I have officially lost control of the remote on Sundays, Saturdays, and Mondays. In 15 years of love and marriage with a football fanatic, I haven’t learned a whole lot about the whole pastime, but I have learned that most men know a lot about football and care about it a lot more than recruiting. I also have noticed that most men use football to talk to each other on holidays, campouts, and soccer games. I would imagine it accounts for about 70% of all guy small talk. So I started thinking about using football as a metaphor for getting managers to do what I want, which is help me sell the company, the candidate, and get me hires. I didn’t come up with this idea, and it isn’t very original, but by golly, it works. Here’s how to do it.
- Instead of going to a career fair to find your next top tier hire, get your manager to realize that great people have to be recruited. “If you needed another QB like Tom Brady, would he stand in line at a career fair, or answer a want ad online, in the paper, or on your website? No, you have to call his agent who gets him interested and to the table to talk. I’m that agent.”
- When a hiring manager and HR want to make a lowball offer because the recession has made everyone more desperate, but your candidate is employed, here’s what you say to get them to reconsider low-balling. “When a kid is getting ready to go out high in the draft, do you think about what the lowest package is that he will consider? No, you make him the best offer you can afford to make or you pass on the pick. No one who is good is going to be happy or accept a low-ball offer.”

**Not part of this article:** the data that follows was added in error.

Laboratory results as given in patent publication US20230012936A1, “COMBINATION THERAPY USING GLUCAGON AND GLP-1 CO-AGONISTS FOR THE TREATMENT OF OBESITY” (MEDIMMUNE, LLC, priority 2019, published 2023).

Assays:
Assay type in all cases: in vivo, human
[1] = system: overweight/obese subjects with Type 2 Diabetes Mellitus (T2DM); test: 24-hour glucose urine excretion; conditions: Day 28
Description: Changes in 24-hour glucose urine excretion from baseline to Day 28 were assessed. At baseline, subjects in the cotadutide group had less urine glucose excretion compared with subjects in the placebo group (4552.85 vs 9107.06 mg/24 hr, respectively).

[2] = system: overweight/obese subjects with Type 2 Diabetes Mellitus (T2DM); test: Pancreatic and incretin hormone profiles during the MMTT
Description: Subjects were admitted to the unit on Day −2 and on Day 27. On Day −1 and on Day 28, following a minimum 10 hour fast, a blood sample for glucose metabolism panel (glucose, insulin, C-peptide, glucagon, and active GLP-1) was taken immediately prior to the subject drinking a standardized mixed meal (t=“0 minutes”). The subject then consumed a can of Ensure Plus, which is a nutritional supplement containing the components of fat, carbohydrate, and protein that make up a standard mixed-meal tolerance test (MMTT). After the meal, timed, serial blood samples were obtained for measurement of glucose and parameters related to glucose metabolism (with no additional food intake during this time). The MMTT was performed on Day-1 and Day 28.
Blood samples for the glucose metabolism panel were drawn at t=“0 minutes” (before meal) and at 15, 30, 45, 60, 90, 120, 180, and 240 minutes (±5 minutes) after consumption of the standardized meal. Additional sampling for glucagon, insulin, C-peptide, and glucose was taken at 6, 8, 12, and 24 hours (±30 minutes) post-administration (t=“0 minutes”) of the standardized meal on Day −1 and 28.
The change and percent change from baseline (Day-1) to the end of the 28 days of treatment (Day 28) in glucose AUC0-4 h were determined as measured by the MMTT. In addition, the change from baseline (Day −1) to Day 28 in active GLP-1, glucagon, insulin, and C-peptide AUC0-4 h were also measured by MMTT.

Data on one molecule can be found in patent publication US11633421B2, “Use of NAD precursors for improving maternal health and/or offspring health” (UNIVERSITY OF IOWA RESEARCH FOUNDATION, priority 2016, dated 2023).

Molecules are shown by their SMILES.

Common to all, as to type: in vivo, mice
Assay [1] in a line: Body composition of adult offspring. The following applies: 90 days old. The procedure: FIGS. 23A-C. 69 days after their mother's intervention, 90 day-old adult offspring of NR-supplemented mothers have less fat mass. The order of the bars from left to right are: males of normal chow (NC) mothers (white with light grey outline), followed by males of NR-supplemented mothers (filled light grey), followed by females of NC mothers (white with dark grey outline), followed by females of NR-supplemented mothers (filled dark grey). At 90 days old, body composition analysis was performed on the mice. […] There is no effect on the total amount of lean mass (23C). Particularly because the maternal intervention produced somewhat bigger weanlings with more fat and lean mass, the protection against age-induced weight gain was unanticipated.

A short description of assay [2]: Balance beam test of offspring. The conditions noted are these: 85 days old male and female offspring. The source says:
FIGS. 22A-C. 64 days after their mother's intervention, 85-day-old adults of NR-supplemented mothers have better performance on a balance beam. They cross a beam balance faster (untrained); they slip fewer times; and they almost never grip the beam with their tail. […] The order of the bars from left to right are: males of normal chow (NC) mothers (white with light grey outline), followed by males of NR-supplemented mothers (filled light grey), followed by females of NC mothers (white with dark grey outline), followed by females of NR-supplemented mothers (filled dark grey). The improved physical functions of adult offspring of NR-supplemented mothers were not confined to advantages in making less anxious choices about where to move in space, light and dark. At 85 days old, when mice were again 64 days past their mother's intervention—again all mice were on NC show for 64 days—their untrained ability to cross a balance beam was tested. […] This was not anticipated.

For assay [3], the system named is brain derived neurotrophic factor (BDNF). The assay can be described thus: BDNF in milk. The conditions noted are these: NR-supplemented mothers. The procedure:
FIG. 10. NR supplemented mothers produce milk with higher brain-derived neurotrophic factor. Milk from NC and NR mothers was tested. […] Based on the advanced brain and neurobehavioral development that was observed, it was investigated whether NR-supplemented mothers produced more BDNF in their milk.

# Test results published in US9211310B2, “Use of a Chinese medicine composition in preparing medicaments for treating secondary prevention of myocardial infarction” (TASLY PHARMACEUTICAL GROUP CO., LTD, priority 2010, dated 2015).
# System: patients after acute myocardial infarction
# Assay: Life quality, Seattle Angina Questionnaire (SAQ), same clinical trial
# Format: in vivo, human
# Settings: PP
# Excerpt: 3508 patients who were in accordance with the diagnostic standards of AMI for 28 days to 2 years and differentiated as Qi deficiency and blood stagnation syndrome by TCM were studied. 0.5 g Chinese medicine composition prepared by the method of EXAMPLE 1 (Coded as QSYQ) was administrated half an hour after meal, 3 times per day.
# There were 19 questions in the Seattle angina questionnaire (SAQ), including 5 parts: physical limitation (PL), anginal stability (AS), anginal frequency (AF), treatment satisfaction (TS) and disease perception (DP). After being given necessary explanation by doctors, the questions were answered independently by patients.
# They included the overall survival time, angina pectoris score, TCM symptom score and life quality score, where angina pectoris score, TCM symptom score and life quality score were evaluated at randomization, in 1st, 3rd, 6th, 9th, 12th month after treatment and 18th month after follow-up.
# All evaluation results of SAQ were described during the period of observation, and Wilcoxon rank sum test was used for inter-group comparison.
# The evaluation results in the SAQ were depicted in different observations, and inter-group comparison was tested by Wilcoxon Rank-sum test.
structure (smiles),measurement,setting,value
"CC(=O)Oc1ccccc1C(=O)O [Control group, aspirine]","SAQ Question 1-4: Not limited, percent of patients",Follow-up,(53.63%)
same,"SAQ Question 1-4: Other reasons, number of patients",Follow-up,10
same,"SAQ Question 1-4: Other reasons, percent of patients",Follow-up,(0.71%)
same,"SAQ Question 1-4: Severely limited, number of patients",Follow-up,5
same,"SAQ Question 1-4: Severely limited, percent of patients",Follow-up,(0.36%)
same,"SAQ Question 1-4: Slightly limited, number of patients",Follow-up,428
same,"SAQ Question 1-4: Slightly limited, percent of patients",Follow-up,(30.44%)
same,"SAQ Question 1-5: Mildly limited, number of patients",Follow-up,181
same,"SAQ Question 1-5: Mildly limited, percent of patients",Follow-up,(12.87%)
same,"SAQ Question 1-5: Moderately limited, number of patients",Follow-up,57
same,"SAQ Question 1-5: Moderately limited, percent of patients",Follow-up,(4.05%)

- When a manager wants to look around at all resumes and candidates on the planet even though the very best candidate just interviewed and wants the job: “It’s kind of like picking a starter instead of second string. When you see someone who is going to be the key to your bench, you don’t hesitate to look around in case someone else might be better; you add them to the team in the first string. Just because he is first doesn’t mean he isn’t the best.”
- When a manager wants to change the position or add unrealistic job functions to a new role: “It’s not like there aren’t people like Deion Sanders who can play offense and defense and the entire length of the game. It is just extremely rare to find someone who will do both. It would be better to find a great cornerback than an average cornerback who can also return a kick.”
- Instead of letting a team do too many jobs for too long and asking them to double that for the “good of the company,” consider this: “Even the best players need to feel like they have back up, have time to recover, and like to play one position very well. Do you think that you may risk losing your best players if you play them too long?”
I know a lot of people who will think it is very funny that I would ever remotely write about football because I don’t give a hoot about it. And I also know that managers don’t want to be talked down to or reduced to silly analogies. But there is some truth to the fact that language and cultural barriers account for the majority of miscommunications. Finding the common ground in what interests them may be the entry point toward showing them what you got.